Yahoo wasn't just content to spend $1.1 billion acquiring Tumblr, it also went out and revamped its Flickr photo sharing service in a significant way. The first thing you'll notice is a tiled interface with larger size images. Users are able to upload full resolution photos, and to make sure you have plenty of online space to store your photography, Yahoo is offering 1TB of online storage for free in an attempt to make the service "awesome again."
Bing falls to fifth place in the search engine wars, according to data from comScore qSearch.
Google tends to be the go-to search engine in the United States and in many other parts of the world, but in Russia, Yandex is top dog. On a global scale, Yandex is now officially more popular than Microsoft's Bing, so says the latest search engine data from comScore qSearch. Bing slipped to fifth place with a 2.5 share of the search market, falling slightly behind Yandex at 2.8 percent.
Do you use Yahoo Voice? If so, go change your password immediately. Hackers collectively known as D33Ds Company are taking credit for an SQL injection attack on a Yahoo subdomain believed to belong to Yahoo Voice. The hackers posted a document containing 453,492 plaintext Yahoo user accounts and passwords. The original website where the stolen information was posted appears to be down for the moment, but there are no do-overs on the Internet, and all that sensitive data is currently floating around torrent sites and other portals.
Scott Thompson, the Yahoo Chief Executive Officer who was being investigated by board members on allegations that he overtly padded his resume, has left the building and will not return. In his place is Ross Levinsohn, who Yahoo named interim CEO as it seeks a permanent replacement, or at least one that will last longer than Thompson did, which is barely more than four months.
The good news for Yahoo Chief Executive Scott Thompson is that no one is accusing him of doctoring his birth certificate, so if he wants to make a run at a bigger presidency, that's one less hurdle to jump over. He is, however, accused of padding his resume, which has prompted an internal investigation into his hiring, as well as a lot of time and energy spent reviewing his qualifications, and for that he has taken full responsibility and apologized.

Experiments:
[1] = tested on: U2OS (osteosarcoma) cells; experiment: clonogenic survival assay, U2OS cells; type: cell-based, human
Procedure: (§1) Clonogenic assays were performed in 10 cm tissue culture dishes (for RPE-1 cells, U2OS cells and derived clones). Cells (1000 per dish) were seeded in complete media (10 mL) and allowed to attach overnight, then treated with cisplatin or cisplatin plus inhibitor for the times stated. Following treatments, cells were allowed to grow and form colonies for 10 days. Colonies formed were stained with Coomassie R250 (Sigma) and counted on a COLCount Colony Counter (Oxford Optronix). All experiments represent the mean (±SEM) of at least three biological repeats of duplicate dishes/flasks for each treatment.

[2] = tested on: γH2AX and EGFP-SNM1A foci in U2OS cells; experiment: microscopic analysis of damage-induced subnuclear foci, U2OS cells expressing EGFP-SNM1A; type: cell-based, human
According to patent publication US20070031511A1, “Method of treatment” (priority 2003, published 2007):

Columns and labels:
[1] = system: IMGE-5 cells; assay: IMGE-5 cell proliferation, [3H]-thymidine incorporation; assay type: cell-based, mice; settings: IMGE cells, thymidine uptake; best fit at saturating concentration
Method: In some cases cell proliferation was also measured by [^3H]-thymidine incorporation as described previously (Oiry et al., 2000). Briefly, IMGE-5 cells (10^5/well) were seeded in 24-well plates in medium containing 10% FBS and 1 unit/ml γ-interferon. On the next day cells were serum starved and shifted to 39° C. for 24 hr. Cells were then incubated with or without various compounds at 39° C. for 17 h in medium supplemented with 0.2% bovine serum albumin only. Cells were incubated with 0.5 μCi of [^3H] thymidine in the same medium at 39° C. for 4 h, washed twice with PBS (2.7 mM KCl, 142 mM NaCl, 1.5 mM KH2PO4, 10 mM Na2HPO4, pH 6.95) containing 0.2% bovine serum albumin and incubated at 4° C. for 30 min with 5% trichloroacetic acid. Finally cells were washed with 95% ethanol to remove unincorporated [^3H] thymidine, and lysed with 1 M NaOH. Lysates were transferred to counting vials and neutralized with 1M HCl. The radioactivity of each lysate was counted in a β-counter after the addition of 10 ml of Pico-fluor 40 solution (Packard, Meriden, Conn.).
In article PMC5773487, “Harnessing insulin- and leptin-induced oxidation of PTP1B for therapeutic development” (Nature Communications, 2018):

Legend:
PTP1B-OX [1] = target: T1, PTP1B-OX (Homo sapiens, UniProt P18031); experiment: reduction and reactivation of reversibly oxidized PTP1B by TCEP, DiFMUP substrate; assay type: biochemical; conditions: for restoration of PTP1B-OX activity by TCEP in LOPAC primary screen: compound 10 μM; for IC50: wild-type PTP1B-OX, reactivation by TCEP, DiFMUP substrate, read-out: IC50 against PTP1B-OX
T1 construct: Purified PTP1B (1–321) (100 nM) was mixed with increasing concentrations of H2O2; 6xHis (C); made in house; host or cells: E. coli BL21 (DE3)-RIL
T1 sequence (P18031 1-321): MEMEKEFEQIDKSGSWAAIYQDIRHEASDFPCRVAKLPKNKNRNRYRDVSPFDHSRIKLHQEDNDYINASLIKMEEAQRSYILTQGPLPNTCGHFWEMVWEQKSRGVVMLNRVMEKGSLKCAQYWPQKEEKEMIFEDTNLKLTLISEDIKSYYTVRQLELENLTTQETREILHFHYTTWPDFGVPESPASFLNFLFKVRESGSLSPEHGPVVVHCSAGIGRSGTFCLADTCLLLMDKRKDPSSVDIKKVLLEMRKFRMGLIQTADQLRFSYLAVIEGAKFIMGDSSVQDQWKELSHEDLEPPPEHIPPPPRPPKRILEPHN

Hey look everybody, Yahoo just appointed a new CEO! Don't worry if you missed it or are otherwise preoccupied to pay attention, there's a good chance you'll get another opportunity to see Yahoo anoint a new chief. With all due respect to Scott Thompson, the former PayPal executive who's now in Yahoo's hot seat, he's Yahoo's fourth CEO in less than five years. How's that for job security?
There's something about Yahoo that Microsoft finds irresistible. Maybe it's the fact that others are interested and it's driving Microsoft crazy, or perhaps it's because Yahoo rejected the software jock's advances three years ago. In any event, new reports are surfacing that suggest Microsoft still wants what it couldn't have and is considering making another bid for Yahoo.
Yahoo is denying accusations that it knowingly and willingly censored email messages related to "Occupy Wall Street" protests, a leaderless non-violent resistance movement upset over the disparity of wealth and power in the U.S. Protestors accused Yahoo of foul play when their emails containing a link to the organization's website were flagged as suspicious and blocked from being sent.
Unnamed sources from Business Insider are determined to keep the Microsoft / Yahoo merger rumors alive, and according to contacts close to Microsoft’s MSN portal, consolidation is “definitely” in the air once again. When it comes to broad reaching content farms, MSN, Yahoo, and AOL pretty much have the market locked up at this point, and Yahoo’s recent troubles have almost certainly made them a more tempting target.
Google is the big man on campus when it comes to search and it's said the bigger they are, the harder they fall. Unfortunately for Microsoft, Yahoo, and everyone else trying to carve a larger slice of the search pie, a little slip by Google here and there doesn't add up to anything close to a fall. Does it really matter that Google is the only search player out of the top three to give up a bit of market share?